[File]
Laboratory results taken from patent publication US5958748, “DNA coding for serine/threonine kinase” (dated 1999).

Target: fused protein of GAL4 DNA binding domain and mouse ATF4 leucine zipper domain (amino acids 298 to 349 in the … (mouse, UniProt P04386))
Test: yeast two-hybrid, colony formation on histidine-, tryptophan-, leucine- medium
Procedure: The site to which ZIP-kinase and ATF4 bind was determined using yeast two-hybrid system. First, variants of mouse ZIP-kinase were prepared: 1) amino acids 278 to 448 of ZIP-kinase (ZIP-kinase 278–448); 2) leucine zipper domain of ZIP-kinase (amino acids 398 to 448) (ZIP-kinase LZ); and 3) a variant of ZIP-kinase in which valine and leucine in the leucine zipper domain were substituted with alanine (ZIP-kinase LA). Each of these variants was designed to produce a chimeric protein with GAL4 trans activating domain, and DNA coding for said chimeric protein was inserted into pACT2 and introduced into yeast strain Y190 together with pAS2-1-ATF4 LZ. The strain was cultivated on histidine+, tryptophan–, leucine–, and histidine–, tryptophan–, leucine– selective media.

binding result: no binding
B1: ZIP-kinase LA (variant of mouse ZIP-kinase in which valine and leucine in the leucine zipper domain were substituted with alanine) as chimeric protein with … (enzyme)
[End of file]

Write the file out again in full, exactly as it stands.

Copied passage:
Laboratory results taken from patent publication US5958748, “DNA coding for serine/threonine kinase” (dated 1999).

Target: fused protein of GAL4 DNA binding domain and mouse ATF4 leucine zipper domain (amino acids 298 to 349 in the … (mouse, UniProt P04386))
Test: yeast two-hybrid, colony formation on histidine-, tryptophan-, leucine- medium
Procedure: The site to which ZIP-kinase and ATF4 bind was determined using yeast two-hybrid system. First, variants of mouse ZIP-kinase were prepared: 1) amino acids 278 to 448 of ZIP-kinase (ZIP-kinase 278–448); 2) leucine zipper domain of ZIP-kinase (amino acids 398 to 448) (ZIP-kinase LZ); and 3) a variant of ZIP-kinase in which valine and leucine in the leucine zipper domain were substituted with alanine (ZIP-kinase LA). Each of these variants was designed to produce a chimeric protein with GAL4 trans activating domain, and DNA coding for said chimeric protein was inserted into pACT2 and introduced into yeast strain Y190 together with pAS2-1-ATF4 LZ. The strain was cultivated on histidine+, tryptophan–, leucine–, and histidine–, tryptophan–, leucine– selective media.

binding result: no binding
B1: ZIP-kinase LA (variant of mouse ZIP-kinase in which valine and leucine in the leucine zipper domain were substituted with alanine) as chimeric protein with … (enzyme)